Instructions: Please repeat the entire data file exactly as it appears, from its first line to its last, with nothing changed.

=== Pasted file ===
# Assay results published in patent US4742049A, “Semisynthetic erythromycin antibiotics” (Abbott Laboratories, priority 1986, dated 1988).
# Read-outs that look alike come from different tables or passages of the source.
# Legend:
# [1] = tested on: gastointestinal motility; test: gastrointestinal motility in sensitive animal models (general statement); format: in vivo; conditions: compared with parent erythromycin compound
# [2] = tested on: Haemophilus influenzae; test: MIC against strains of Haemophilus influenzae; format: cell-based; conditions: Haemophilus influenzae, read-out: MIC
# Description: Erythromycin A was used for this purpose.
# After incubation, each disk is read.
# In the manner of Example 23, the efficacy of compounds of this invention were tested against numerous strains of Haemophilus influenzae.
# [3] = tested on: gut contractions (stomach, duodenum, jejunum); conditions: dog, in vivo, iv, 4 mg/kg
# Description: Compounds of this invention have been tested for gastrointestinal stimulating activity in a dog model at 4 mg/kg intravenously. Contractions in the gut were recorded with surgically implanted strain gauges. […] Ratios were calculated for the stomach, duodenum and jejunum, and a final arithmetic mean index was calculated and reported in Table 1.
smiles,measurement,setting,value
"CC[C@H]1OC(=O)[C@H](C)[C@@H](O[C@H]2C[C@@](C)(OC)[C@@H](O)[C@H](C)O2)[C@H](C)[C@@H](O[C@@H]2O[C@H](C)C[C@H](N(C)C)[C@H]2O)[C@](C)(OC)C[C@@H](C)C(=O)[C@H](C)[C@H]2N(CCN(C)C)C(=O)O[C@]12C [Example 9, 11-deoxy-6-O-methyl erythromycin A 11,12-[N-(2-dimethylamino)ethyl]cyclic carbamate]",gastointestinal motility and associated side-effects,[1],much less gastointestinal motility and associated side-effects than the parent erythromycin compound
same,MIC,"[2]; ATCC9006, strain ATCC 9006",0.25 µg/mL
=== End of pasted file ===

# Assay results published in patent US4742049A, “Semisynthetic erythromycin antibiotics” (Abbott Laboratories, priority 1986, dated 1988).
# Read-outs that look alike come from different tables or passages of the source.
# Legend:
# [1] = tested on: gastointestinal motility; test: gastrointestinal motility in sensitive animal models (general statement); format: in vivo; conditions: compared with parent erythromycin compound
# [2] = tested on: Haemophilus influenzae; test: MIC against strains of Haemophilus influenzae; format: cell-based; conditions: Haemophilus influenzae, read-out: MIC
# Description: Erythromycin A was used for this purpose.
# After incubation, each disk is read.
# In the manner of Example 23, the efficacy of compounds of this invention were tested against numerous strains of Haemophilus influenzae.
# [3] = tested on: gut contractions (stomach, duodenum, jejunum); conditions: dog, in vivo, iv, 4 mg/kg
# Description: Compounds of this invention have been tested for gastrointestinal stimulating activity in a dog model at 4 mg/kg intravenously. Contractions in the gut were recorded with surgically implanted strain gauges. […] Ratios were calculated for the stomach, duodenum and jejunum, and a final arithmetic mean index was calculated and reported in Table 1.
smiles,measurement,setting,value
"CC[C@H]1OC(=O)[C@H](C)[C@@H](O[C@H]2C[C@@](C)(OC)[C@@H](O)[C@H](C)O2)[C@H](C)[C@@H](O[C@@H]2O[C@H](C)C[C@H](N(C)C)[C@H]2O)[C@](C)(OC)C[C@@H](C)C(=O)[C@H](C)[C@H]2N(CCN(C)C)C(=O)O[C@]12C [Example 9, 11-deoxy-6-O-methyl erythromycin A 11,12-[N-(2-dimethylamino)ethyl]cyclic carbamate]",gastointestinal motility and associated side-effects,[1],much less gastointestinal motility and associated side-effects than the parent erythromycin compound
same,MIC,"[2]; ATCC9006, strain ATCC 9006",0.25 µg/mL